Articles Diet & Food Lifestyle

Diet Risk Score

Here at DNH, we generate an overall risk score for our clients to help them decide which areas to focus on first. The diet risk score is a portion of the overall score, and here is how we calculate it. We don’t ask what you eat like other traditional dietary intake forms.

Mainstream Dietary Assessment

So, let’s ask our medical director, Dr. Mo, what his diet was today. He’ll likely list what he ate and what time he ate them. The ingredients might be simple if he made everything from scratch, but that’s not the reality.

Our clients who tell us they never eat sugar or processed foods might have mayo, dates, and the occasional chips. It’s so infrequent for them that they use the term “never.”

Observational or questionnaires on food intake are notoriously inaccurate. Instead, we use an alternative diet assessment questionnaire.

Diet Questionnaire

  • Where do you shop for groceries?
  • Who does the grocery shopping?
  • What’s in your fridge and cabinets?
  • What was the last thing you put into your mouth?

These are high-yield diet-related questions that are more telling than asking someone about their diet directly.

News and media have made food and diet a bit of a complex topic; too complex and subjective for traditional diet questionnaires to be accurate.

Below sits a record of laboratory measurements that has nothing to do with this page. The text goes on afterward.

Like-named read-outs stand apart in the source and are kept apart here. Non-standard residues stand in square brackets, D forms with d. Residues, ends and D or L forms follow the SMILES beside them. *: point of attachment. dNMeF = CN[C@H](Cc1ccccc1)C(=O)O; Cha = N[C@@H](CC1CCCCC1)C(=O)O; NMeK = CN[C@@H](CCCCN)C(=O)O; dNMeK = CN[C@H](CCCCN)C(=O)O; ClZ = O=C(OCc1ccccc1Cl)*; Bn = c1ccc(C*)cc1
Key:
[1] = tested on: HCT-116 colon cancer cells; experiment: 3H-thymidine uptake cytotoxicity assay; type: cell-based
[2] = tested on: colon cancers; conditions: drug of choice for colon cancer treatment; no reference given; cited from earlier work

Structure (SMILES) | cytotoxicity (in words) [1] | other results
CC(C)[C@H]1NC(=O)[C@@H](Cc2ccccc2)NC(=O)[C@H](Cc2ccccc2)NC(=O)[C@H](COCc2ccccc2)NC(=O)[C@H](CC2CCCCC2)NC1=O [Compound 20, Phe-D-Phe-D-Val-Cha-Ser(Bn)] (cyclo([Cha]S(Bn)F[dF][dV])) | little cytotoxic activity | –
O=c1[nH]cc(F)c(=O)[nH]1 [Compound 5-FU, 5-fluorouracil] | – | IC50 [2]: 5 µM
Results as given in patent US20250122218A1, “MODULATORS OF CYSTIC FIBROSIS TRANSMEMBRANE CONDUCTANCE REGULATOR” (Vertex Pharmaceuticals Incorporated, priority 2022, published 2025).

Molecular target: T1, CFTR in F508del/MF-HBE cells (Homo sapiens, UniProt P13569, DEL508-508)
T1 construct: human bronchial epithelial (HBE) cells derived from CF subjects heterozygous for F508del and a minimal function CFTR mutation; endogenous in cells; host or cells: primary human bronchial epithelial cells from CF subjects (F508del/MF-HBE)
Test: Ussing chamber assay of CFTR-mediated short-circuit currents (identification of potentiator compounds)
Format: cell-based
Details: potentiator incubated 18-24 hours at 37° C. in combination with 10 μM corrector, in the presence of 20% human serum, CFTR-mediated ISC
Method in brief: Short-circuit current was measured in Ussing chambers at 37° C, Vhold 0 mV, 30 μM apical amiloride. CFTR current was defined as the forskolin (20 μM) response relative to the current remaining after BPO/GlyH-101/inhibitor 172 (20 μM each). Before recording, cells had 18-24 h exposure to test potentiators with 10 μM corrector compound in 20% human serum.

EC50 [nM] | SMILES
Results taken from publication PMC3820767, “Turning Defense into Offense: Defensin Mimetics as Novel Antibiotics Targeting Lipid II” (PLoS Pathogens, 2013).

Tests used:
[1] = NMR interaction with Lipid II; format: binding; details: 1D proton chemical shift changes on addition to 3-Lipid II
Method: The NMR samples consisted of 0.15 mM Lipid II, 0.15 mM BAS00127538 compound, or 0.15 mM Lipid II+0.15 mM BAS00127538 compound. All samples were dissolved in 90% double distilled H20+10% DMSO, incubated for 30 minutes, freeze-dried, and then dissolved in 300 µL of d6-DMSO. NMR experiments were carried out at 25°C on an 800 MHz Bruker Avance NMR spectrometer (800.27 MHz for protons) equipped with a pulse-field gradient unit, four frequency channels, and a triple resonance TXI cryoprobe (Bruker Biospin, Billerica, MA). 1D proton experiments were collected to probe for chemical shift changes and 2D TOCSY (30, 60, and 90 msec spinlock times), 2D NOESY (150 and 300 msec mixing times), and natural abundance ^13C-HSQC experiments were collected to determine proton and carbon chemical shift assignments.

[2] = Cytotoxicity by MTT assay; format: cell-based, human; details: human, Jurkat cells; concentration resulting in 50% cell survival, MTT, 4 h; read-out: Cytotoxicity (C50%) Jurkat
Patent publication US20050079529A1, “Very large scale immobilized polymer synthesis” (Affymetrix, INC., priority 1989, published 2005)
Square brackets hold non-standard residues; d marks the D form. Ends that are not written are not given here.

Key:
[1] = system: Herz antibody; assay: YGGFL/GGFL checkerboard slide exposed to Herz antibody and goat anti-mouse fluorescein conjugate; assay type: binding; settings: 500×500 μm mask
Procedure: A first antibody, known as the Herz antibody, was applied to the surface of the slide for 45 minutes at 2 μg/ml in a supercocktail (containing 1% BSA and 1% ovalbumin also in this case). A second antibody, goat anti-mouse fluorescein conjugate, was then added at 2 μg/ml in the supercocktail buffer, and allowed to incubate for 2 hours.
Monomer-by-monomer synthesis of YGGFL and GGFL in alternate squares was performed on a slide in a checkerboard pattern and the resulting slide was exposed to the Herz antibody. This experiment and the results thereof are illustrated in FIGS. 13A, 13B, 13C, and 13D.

Diet Risk Score

Based on the answers above and a few other questions, we calculate the diet risk score of the client.

Buying at mainstream grocery stores often will result in less nutritious food with a higher chance of eating processed meals.

If the person is quite particular about doing their grocery shopping, it indicates that they have a specific dietary goal they are trying to achieve.

The contents of our fridge and pantry can say a lot about what ends up in our stomachs. Perhaps the box of Wheaties won’t be eaten, maybe it’s for the significant other or the kids, but it’s in the house, and it’s processed.

The last thing that went into someone’s mouth could be a bite of a donut because a coworker offered them one, or it could have been an energy bar because they missed their lunch.

Absolute Risk Score Value

At DNH, we don’t worry too much about the actual score – the number itself is irrelevant. What matters is how this number changes over time.

For some, diet will be the biggest factor in their overall Heart Health risk, and by making some changes based on this dietary risk score, their overall cardiovascular risk should improve.

Using trends, our clients don’t get into the habit of comparing themselves to others. Instead, they can focus on how their risk scores change over time using their own N=1.

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